Assessment of Microbial Populations in the Manufacture of Vacuum-Packaged Ready-to-Eat Roast Beef and in a Related Production Plant

The use of the Seward Stomacher in preparing samples for the assessment of microbial populations in the manufacture of vacuum-packaged ready-to-eat roast beef and in a related production plant.

Abstract

Some microbiological criteria were monitored for 6 months in vacuum-packaged roast beef (15 production batches), raw beef (10 batches), and other meat products (12 batches) produced Continue reading

New Real-Time Quantitative PCR Procedure for Quantification of Bifidobacteria in Human Fecal Samples.

Stomacher® 400 used to prepare faeces samples for comparative study of fluorescent in situ hybridization and the current gold standard for intestinal microbiota quantification. In general, a good correlation between the two methods was observed. Continue reading

Listeria monocytogenes and hemolytic Listeria innocua in poultry

Listeria monocytogenes is a ubiquitous, saprophytic, Gram-positive bacterium and occasional food-borne pathogen, often associated with ready-to-eat meat products. Because of the increased consumer interest in organic, all natural, and free range poultry products, it is important to understand L. monocytogenes in the context of such systems. Pasture-reared poultry were surveyed over the course of two 8-wk rearing periods. Cecal, soil, and grass samples were collected for Listeria isolation and characterization. Seven of 399 cecal samples (or 1.75%) were Listeria-positive.

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Effect of gamma irradiation on the microbiological quality of minimally processed vegetables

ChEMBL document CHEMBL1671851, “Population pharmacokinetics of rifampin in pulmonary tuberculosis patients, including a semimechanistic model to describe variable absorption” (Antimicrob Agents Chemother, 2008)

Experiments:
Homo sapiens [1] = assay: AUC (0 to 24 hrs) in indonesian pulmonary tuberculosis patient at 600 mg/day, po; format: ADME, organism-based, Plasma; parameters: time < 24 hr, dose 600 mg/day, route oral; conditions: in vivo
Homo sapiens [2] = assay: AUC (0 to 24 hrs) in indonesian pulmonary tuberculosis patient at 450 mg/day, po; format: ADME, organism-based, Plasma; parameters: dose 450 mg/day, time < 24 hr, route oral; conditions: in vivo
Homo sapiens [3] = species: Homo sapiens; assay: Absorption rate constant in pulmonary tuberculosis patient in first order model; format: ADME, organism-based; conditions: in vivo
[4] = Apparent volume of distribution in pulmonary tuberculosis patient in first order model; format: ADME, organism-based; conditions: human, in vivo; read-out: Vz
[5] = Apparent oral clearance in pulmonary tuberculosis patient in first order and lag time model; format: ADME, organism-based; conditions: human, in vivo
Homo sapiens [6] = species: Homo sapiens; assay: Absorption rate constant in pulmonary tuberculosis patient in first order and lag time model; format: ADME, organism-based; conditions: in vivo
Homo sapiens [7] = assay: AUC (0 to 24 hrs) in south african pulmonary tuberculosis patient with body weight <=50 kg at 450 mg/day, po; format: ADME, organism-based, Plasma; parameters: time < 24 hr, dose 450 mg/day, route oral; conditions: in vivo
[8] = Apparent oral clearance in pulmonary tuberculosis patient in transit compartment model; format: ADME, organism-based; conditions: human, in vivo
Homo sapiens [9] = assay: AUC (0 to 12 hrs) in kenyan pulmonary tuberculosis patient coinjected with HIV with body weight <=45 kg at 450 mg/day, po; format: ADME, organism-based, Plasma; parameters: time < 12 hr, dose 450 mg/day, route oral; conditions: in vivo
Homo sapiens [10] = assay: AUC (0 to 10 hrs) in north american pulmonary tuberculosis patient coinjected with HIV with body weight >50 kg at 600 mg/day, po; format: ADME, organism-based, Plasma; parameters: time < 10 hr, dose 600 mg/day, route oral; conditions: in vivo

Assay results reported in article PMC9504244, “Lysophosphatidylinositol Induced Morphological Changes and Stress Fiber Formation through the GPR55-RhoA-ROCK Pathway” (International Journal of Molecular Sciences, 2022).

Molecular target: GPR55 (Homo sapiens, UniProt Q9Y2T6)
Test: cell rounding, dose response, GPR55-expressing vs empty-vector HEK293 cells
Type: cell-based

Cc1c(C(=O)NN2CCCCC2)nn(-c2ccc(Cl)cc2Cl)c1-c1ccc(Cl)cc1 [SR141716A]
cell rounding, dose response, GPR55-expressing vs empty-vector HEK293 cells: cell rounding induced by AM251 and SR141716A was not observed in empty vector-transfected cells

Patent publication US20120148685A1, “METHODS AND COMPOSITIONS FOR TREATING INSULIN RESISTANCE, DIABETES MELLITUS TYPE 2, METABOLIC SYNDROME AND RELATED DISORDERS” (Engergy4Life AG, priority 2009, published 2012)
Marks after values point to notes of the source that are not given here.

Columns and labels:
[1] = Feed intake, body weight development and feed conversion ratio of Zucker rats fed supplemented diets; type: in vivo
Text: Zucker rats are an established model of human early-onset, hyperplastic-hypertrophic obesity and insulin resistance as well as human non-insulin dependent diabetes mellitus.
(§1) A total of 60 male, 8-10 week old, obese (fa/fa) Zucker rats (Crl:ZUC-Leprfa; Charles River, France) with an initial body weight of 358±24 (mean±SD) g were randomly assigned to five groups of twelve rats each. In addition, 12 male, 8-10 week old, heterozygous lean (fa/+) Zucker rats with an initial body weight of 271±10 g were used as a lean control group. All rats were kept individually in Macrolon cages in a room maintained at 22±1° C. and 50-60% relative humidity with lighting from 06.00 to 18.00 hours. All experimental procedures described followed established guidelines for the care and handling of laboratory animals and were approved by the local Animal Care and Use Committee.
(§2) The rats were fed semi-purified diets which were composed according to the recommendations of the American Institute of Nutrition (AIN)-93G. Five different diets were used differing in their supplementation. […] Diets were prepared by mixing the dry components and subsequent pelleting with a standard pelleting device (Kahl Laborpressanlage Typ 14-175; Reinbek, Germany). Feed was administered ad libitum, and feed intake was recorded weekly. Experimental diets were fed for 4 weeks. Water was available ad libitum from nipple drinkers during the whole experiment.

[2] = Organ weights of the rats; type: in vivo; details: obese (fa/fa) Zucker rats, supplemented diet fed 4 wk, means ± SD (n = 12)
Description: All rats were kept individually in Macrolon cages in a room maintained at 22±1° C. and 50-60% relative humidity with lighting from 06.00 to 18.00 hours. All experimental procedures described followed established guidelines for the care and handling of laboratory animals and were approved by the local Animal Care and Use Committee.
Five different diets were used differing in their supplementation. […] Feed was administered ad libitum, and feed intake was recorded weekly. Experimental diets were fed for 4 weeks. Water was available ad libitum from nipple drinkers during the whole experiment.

The Stomacher® 400 was used to process vegetable samples for a period of minute as part of the study to test the effect of gamma irradiation on the microbiological quality of minimally processed vegetables. The study found that there was no significant differences present in sensory total quality between the control and the irradiated vegetable and between days of storage.

food microbiology celery cabbage enterobacteriaceae stomacher 400

Detection of Cryptosporidium oocytes on lettuce and raspberries

The aim of this study was to compare two previously tested buffers and three extraction methods to find out if any combination was superior for detection of Cryptosporidium oocysts on lettuce and raspberries. No significant differences between use of different buffers or extraction methods were found and thus, no combination can be said to be
superior to the others. To find any differences, investigations with a higher number of
replicates may be required. Stomacher® Bags were used as part of this study.

food microbiology raspberry lettuce cryptosporidium stomacher 400